To Love God is a Gift that is Received, not Achieved

By: Msgr. Charles Pope

More often than not, the average Catholic thinks of the Commandments and the Christian moral life, as well as the spiritual life as a task, or list of tasks they must accomplish out of their own flesh power, or else they will face some negative consequence. Hence the moral life is seen by many as a drudgery and is carried out with little enthusiasm. Hence many will hear that they must be less angry, more generous, less vengeful, more chaste etc., and they think rules, and rules though necessary are uninspiring.

Few see the moral life as a magnificent vision of transformation in Christ and a portrait of a soul set on fire with love. More see the moral and spiritual life as a painful prescription more than a delightful description of what happens to the human person when Jesus Christ begins to live his life in them. Most see the most life as something thy must achieve rather than receive.

Of course “achievement” is neither grace, nor the gospel. And if salvation, transformation and perfection can be achieved, then who needs Christ?

Therefore, we must come to see the moral vision of the New Testament, with all its lofty and seemingly impossible demands as a description of what God will do for us, rather than a prescription of what we must do by our unaided flesh.

Consider the first and greatest commandment that we should Love God with all your heart and with all your soul and with all your strength (Deut 6:5). Frankly most people, (in their flesh), have a hard time loving God. They find prayer tedious, and are lukewarm at best in their affection for God. Mass, Scripture, prayer and so forth seem boring endeavors to them and, though they find time for everything else, God often gets no time, or, at best, the leftovers of the day.

On hearing that they should love God, some will attempt to rouse themselves to “do better.” But the results are usually pretty discouraging, since they are usually attempts made out of the flesh which is inimical to God (cf Rom 8:7).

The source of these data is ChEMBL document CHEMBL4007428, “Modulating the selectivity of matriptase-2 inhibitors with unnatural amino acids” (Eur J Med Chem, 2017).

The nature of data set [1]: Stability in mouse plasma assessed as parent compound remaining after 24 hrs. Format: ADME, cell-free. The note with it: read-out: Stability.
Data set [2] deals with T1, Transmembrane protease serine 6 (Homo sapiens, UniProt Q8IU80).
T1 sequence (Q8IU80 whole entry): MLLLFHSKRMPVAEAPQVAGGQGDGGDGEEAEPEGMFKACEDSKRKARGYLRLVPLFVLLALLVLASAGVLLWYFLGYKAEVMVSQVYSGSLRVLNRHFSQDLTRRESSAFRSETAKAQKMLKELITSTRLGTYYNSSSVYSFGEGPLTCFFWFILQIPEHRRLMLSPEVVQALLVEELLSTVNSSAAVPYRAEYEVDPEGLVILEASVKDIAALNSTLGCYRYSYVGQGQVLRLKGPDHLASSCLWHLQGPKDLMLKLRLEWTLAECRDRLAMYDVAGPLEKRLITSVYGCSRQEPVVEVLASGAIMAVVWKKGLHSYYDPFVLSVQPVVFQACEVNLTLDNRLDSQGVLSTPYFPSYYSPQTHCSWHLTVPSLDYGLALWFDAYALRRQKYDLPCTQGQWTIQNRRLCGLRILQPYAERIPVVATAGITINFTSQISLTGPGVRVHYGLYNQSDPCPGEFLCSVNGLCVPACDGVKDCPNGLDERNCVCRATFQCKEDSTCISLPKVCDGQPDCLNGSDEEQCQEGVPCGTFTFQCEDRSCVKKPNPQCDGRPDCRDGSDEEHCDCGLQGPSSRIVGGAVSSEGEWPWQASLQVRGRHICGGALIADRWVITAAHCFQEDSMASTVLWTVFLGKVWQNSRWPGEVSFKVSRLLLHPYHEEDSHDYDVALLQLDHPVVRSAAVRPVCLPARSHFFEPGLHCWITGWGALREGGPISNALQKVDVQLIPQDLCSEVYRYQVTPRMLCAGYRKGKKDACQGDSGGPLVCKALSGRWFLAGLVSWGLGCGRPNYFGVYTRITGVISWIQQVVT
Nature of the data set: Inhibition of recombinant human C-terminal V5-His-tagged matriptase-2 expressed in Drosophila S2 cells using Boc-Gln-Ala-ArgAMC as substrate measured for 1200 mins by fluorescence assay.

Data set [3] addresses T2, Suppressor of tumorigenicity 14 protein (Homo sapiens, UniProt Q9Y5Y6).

How then shall we get there? How does the human person attain to the normal Christian life which is to have a tender and intense love for God?

Consider the following passage from one of the lesser known Eastern Fathers of the Church:

Anyone who loves God in the depths of his heart has already been loved by God. In fact, the measure of a man’s love for God depends upon how deeply aware he is of God’s love for him. When this awareness is keen it makes whoever possesses it long to be enlightened by the divine light, and this longing is so intense that it seems to penetrate his very bones. He loses all consciousness of himself and is entirely transformed by the love of God.

Such a man lives in this life and at the same time does not live in it, for although he still inhabits his body, he is constantly leaving it in spirit because of the love that draws him toward God. Once the love of God has released him from self-love, the flame of divine love never ceases to burn in his heart and he remains united to God by an irresistible longing.

From the treatise On Spiritual Perfection by St. Diadochus of Photice, bishop
(Cap. 12. 13. 14: PG 65, 1171-1172)

What St. Diadochus is describing here is the normal Christian life. Here the word “normal” is not used in the numerary sense that “most people attain this,” but in the sense of “what is to be expected.” How could it be that if Jesus Christ is living his life in us we would have anything less than a tender and longing love for God?